For tourists in London, it’s hard to miss the city’s deep connection to history: it’s everywhere you look, indoors and out. But the Churchill War Rooms museum brings the city’s wartime history to life with a unique blend of the past and the future. The museum is a cavernous collection of preserved bunkers, allowing visitors to experience the same cold, cramped conditions military personnel did. Standing in the space, you can truly feel the looming threat of an attack overhead. And yet the War Rooms also features a glimpse into the future of museum design and education: a giant interactive timeline that uses digital technology to animate correspondences across Churchill’s life.
Victory sees museums and historical societies all over the world as untapped resources for classroom instruction, and even cutting-edge Ed Tech. These resources can help bring history into the future and make it relevant to new generations of students. And you don’t need to take students to Europe to achieve this. Just see what local institutions offer in your own area. Continue reading →
Here’s a scenario many educators are all too familiar with: a new writing assignment is met with blank stares, or worse, outright revolt.
We know that writing is key to literacy and is linked to great student success, so what’s the problem with this scenario? Instead of approaching writing as a chore, we should introduce students to a more holistic approach to writing. After all, writing isn’t just one thing. It’s a tool we use to communicate in many different scenarios. It speaks to many different audiences and serves many purposes. Taking this broader view can help convince students that, in fact, writing offers them quite a lot.
As a college student, I spent a semester studying abroad in Italy. My embarrassment stumbling over new words will be familiar to many language learners. Whether asking for directions, ordering food, or attending class, I struggled to keep up as I frantically translated my thoughts from English to Italian. One night, after one of those expansive, hours-long Italian dinners with friends, I realized with a start that I wasn’t translating in my head anymore. I was thinking in Italian for the first time, focusing on the conversation instead of grammar and syntax. It’s moments like these that make learning another language so rewarding.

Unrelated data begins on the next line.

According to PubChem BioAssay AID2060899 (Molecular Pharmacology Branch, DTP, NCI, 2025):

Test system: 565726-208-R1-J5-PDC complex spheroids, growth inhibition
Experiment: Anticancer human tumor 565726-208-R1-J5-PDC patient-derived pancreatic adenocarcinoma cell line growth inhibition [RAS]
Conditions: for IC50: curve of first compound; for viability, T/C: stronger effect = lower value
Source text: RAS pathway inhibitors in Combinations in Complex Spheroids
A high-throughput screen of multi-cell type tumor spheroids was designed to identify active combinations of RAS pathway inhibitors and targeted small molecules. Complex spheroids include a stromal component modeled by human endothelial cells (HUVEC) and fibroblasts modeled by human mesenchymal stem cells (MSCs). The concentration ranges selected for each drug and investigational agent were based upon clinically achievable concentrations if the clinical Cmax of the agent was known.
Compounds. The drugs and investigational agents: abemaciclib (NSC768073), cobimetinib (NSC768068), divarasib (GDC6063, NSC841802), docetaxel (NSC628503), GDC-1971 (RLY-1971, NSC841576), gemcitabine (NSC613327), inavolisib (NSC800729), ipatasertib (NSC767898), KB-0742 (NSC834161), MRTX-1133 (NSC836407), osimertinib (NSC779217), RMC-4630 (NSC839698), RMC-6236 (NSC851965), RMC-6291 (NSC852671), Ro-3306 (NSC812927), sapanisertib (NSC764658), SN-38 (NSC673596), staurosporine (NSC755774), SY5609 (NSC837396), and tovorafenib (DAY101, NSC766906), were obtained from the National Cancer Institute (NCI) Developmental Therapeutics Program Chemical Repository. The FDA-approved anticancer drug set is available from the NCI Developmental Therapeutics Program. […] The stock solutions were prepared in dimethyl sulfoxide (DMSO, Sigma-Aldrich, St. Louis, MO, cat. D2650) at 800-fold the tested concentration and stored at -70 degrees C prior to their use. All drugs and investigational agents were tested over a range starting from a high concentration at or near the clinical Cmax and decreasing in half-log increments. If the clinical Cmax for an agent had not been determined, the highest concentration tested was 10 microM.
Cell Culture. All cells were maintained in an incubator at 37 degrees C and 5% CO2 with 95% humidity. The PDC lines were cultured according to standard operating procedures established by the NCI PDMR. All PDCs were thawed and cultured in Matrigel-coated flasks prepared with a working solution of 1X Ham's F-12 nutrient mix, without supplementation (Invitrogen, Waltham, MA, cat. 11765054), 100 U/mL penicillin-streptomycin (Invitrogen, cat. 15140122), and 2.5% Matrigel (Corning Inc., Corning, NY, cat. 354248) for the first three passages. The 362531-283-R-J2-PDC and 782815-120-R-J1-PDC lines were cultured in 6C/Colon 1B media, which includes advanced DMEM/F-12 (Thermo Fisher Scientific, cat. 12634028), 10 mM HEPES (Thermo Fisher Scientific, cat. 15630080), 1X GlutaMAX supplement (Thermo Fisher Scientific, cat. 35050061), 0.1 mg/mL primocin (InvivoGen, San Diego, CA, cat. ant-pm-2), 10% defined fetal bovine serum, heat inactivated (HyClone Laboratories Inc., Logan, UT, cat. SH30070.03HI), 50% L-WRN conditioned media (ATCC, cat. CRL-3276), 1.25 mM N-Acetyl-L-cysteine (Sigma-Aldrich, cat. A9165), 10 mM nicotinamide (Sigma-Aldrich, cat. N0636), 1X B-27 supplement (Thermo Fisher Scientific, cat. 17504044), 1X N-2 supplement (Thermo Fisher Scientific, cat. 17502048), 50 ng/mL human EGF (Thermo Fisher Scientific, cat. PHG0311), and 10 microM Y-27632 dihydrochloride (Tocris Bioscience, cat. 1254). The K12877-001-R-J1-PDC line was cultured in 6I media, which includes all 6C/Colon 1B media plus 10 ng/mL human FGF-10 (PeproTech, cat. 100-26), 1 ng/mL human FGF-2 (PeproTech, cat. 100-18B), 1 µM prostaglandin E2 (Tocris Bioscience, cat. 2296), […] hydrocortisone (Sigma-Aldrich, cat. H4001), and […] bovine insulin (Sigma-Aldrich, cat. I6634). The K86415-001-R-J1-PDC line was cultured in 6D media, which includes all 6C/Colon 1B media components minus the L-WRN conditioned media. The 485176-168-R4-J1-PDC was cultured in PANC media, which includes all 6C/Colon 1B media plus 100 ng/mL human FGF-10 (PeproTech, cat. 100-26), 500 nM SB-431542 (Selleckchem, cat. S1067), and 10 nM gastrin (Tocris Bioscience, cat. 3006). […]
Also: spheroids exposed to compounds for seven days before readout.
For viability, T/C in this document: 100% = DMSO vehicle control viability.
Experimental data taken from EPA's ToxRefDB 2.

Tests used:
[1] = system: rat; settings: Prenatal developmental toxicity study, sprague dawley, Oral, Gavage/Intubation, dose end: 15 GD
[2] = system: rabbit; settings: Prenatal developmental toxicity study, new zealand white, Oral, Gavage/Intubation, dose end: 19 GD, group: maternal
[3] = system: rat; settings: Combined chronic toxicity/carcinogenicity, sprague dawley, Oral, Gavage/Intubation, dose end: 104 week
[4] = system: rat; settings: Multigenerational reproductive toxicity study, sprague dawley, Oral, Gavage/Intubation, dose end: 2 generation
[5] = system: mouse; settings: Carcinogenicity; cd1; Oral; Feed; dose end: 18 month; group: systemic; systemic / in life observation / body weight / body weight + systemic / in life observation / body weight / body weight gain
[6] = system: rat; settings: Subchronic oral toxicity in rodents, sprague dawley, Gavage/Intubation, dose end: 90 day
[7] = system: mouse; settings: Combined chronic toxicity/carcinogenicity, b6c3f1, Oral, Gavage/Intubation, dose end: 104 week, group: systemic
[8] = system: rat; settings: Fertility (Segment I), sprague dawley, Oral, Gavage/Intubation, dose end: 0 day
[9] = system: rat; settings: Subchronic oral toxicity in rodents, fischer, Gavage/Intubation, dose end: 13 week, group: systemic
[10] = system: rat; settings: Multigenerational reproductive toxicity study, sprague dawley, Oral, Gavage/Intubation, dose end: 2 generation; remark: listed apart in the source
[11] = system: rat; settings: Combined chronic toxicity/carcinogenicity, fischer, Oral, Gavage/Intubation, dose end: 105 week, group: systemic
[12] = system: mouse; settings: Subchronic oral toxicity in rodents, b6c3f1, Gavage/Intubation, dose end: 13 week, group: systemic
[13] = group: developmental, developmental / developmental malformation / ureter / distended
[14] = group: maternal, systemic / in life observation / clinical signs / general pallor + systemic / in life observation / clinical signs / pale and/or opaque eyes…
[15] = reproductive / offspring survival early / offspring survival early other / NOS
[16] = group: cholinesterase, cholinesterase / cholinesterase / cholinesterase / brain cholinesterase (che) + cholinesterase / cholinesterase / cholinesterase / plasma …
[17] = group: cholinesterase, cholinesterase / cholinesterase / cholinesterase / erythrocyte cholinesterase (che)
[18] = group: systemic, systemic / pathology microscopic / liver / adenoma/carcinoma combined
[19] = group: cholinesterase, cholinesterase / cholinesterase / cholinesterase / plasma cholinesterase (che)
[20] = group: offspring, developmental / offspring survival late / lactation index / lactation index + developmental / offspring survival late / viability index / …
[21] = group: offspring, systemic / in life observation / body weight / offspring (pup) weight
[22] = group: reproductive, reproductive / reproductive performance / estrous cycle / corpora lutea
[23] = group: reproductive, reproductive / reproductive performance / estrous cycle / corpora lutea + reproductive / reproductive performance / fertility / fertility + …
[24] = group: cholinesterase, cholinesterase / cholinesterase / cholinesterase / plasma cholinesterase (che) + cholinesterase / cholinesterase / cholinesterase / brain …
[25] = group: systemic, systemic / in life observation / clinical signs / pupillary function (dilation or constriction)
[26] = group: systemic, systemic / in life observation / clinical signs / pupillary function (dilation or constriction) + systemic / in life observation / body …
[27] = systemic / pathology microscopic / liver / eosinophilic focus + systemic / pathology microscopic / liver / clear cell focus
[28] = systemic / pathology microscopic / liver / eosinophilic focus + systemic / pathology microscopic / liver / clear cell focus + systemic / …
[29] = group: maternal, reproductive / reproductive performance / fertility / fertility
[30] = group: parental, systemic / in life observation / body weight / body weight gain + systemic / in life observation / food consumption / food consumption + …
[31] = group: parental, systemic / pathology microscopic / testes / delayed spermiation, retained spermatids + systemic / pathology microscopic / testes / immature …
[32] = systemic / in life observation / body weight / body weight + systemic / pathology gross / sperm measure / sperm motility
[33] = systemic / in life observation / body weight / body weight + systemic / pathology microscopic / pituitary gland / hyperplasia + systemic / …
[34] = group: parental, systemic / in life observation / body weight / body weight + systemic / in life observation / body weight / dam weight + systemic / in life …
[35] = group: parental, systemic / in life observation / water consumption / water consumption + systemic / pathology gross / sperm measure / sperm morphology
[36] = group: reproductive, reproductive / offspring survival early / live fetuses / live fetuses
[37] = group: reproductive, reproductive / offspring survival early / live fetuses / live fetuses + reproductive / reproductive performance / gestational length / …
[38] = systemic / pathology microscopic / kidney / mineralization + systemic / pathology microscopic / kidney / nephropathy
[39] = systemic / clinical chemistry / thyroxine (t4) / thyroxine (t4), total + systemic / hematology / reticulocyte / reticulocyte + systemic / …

Wouldn’t it be great if learners could experience this at age 8 instead of 18? That’s the kind of experience that dual language programs can provide. Continue reading →
Not having heard something is not as good as having heard it; having heard it is not as good as having seen it; having seen it is not as good as knowing it; knowing it is not as good as putting it into practice.—Xun Kuang, c. 312-230 BCE
Choosing Instruction Modes
Facing a classroom of students who represent different levels of learning curves is not an easy task. We know students learn better by doing, but they may not all be ready at the same time. This is a key reason for planning how to manage classroom instruction.
An effective way to start planning is to ask yourself:
When should I teach the whole class?
Should I move some students into group work?
When are students ready to work independently?
The choices you make directly affect students’ learning and the structure and pacing of lessons. The presentation below gives an overview of when whole-class, small-group, and independent modes work best in classroom instruction. Just click “Start Prezi.”